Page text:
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Could James Davis Become a Star for the Cleveland Browns in 2010?

Daniel WolfSenior Writer IApril 1, 2010

Cleveland Browns second-year running back James Davis had what would be described as more of a redshirt rookie in his 2009 season due to a shoulder injury that ended his season after Week Five.

After a very promising preseason in which Davis ran for 116 yards and an 81-yard touchdown run against the Lions, Davis never really got a fair shot, buried on the depth chart behind both Jamal Lewis and Jerome Harrison.

With a concussion ending Lewis' season (and career) in the middle of the season, Davis could have had a chance to shine if he hadn't gotten injured, but that was not the case.

Fast-forward to today and Davis has told the media that he is not only 100 percent, but he is also stronger than he has ever been and he is ready to try his rookie season take-two.

Davis' star really needs to shine brightly in 2010, especially with a new front office in place that had nothing to do with drafting him one year ago.

This is not the first time Davis has faced adversity. When he was only a freshman he ran for 879 yards and nine touchdowns.

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After his impressive freshman year, for which he received the ACC Rookie of the Year award, Clemson picked up another running back recruit by the name of C.J. Spiller.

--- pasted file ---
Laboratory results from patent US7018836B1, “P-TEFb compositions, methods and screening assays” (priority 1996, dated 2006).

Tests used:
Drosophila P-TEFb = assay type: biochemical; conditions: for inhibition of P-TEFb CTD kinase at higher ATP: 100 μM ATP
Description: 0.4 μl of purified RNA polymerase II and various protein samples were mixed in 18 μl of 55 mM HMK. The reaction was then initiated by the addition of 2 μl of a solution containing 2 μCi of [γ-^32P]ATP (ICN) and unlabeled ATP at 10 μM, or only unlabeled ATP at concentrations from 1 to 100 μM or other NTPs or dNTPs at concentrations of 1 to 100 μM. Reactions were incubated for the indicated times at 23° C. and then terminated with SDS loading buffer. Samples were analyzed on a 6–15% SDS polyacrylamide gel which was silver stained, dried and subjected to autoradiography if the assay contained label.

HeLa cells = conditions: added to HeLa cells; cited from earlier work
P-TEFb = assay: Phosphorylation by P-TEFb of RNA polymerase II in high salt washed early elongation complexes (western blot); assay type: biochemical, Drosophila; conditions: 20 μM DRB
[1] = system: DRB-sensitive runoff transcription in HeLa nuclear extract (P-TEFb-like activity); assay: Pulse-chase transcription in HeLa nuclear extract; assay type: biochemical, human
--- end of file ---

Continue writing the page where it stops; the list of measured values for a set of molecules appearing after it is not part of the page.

Both Davis and Spiller split carries; Davis never complained about it once in his time at Clemson, even though he easily could have since he should have been the featured back after a breakout freshman campaign.

Even though Spiller was way more explosive than Davis, Davis was able to hold off Spiller and lead the team in rushing his sophomore year, running for over 1,100 yards (Spiller had just over 900) and 17 touchdowns.

Moving on to Davis' junior year, he was still able to hold down the featured running back role for the second straight year over Spiller, and he ran for 1,050 yards and 10 touchdowns (Spiller had 768). It's an impressive feat when looking at how high Spiller rates coming into the 2010 NFL Draft.

What hurt Davis was an injury during his senior year, and with the injury, Spiller was able to move ahead of Davis on the depth chart permanently. Davis' low draft position was due to his shoulder injury.

Still, Davis managed to run for 751 yards and 11 touchdowns as a senior. It's an impressive resume when competing against someone who is currently the nation's top running back prospect going into the draft.

With all this history, come back to today and Davis' demeanor is to pretend last season never happened, even though he did get some playing time and showed a few flashes.

Davis has proved in the past that when faced with adversity, especially when it's competition, he will succeed.

His competition going into the 2010 season is breakout running back Jerome Harrison, who ran for what seemed to be 800 yards (exaggeration) in the last three games of the 2009 season.

Harrison may be penciled in as the starter at this point in the offseason, but Davis will contest that in Training Camp since he is the one who needs to prove that he too can be a star running back in the NFL.

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